By Noel Pederson

While it is one of the most famous examples in modern Western culture, Romeo and Juliet is just one of many tales of young love thwarted that have been told in many cultures across the world for thousands of years. From the Persian tale of Layla and Majnun, to the Chinese legend of The Butterfly Lovers, to Aztec mythology’s Popocatépetl and Iztaccíhuatl – tragic stories of undying love can be found throughout human history.

In addition to building on these universal themes, Shakespeare’s play drew from several specific, existing stories from his day. The Montagues and the Capulets, or Montecchi e Cappelletti in Italian, were real families. An early reference to their dispute can be found in Dante’s Divine Comedy “Purgatorio.” These historical families were allied to feuding political parties, whose conflicts spanned all of Lombardy, rather than being confined to Verona. In the 1300s, their names would have been as synonymous with clashing families as the Hatfields and  McCoys were in the 1900s.

By the 1500’s, Shakespeare’s time, Italian tales became very popular among theatre-goers. As such, it became trendy for playwrights to adapt Italian short stories for the stage. Shakespeare was almost certainly drawing from one of several Romeo and Juliet variations that were popular with readers at the time, in an effort to generate more ticket buyers. Shakespeare often used well-known Italian stories to help his plays have immediate name recognition – The Merchant of Venice, Much Ado About Nothing, All’s Well That Ends Well, and Measure for Measure were also popular novelle.

What set Shakespeare’s adaptation of the story apart was, of course, his unparalleled use of the English language and dramatic structure. He adeptly switches between comedy and tragedy to heighten tension, expands what were previously minor characters, adds sub-plots, and even adjusts the text’s poetic form to demonstrate character growth. For example, Romeo’s speech is intentionally overdramatic at the beginning and becomes more genuine as his love for Juliet deepens.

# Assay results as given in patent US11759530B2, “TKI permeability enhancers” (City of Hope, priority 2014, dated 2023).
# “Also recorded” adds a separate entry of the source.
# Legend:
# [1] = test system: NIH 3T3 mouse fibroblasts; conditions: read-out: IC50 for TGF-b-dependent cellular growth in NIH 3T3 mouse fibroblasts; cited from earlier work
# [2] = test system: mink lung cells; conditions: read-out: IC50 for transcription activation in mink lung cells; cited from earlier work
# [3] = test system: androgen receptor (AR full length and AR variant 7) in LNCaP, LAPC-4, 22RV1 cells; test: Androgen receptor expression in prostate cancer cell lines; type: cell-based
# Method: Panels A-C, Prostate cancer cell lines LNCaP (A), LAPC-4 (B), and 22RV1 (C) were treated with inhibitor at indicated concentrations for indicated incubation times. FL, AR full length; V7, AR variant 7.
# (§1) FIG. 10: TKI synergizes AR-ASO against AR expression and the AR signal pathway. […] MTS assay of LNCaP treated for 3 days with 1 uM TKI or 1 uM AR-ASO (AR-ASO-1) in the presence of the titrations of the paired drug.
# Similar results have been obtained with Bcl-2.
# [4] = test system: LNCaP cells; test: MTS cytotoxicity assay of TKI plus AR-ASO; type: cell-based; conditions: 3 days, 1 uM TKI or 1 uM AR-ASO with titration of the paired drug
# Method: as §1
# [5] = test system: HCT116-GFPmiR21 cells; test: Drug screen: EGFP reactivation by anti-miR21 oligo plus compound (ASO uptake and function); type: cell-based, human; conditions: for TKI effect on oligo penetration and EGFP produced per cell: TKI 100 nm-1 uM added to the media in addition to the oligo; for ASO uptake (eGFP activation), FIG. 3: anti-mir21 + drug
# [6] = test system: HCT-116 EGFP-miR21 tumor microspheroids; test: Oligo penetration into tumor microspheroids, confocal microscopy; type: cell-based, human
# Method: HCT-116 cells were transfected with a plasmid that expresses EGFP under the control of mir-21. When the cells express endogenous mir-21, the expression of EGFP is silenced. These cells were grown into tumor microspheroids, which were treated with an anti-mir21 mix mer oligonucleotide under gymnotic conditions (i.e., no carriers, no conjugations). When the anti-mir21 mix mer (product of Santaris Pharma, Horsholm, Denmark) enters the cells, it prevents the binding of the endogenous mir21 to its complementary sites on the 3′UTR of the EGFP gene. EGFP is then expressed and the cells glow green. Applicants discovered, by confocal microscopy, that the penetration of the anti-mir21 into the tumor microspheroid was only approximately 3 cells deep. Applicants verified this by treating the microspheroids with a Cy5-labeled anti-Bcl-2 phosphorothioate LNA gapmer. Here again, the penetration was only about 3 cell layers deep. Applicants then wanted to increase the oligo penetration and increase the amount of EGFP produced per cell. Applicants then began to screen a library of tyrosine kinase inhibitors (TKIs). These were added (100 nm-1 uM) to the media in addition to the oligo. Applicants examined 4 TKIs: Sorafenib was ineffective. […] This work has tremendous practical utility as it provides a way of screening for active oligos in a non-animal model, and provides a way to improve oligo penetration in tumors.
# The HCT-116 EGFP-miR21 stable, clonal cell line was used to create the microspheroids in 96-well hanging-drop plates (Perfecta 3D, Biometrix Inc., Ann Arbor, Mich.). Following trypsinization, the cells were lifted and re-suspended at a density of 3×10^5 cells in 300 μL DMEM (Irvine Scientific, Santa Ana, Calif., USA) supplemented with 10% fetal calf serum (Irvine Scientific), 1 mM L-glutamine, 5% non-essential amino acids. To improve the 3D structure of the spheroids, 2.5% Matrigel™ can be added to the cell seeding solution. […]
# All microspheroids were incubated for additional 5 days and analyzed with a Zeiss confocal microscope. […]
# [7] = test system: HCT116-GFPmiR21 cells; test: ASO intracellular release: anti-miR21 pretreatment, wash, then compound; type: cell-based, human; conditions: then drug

Romeo and Juliet went on to become one of Shakespeare’s most popular, enduring plays. In addition to being performed all over the world, thisis Shakespeare’s most-illustrated, most-filmed work, and has inspired adaptations across all genres. These include at least 24 operas, the multiple iterations of West Side Story, Duke Ellington’s 1956 jazz work “The Star-Crossed Lovers,” Baz Luhrmann’s 1996 MTV-inspired film Romeo + Juliet, and at least 14 major ballets set to Prokofiev’s classic score, one of which you are about to enjoy.

Featured photo: Galina Ulanova as Juliet and Yury Zhdanov as Romeo in Sergei Prokofiev’s ballet Romeo and Juliet. October 1, 1954.
Article photos: Layla and Majnun, from Iran, 16th century CE. From the National Museum of Scotland, Edinburgh.
“Laylá and Majnun Meet in the Wilderness” by Nezami Ganjavi, 17th century AD, courtesy Walters Art Museum.
“Romeo and Juliet,” engraved from a painting by Hans Makart, 1886.
Press illustration of Act 3, scene 2, of the opera Roméo et Juliette as performed in the premiere at the Théâtre Lyrique in Paris on April 24, 1867. From the Bibliothèque nationale de France.
Galina Ulanova as Juliet and Yury Zhdanov as Romeo in Sergei Prokofiev’s ballet Romeo and Juliet. October 1, 1954. RIA Novosti archive, image #11591.
1879, United States Library of Congress’s Prints and Photographs.
John Barrymore, Leslie Howard and Basil Rathbone in a scene from the 1936 MGM film Romeo and Juliet.
“Romeo stabs Paris at the bier of Juliet” by Henry Fuseli, circa 1809, from the Folger Shakespeare Library Digital Image Collection.
Portrait of William Shakespeare by Martin Droeshout (1622).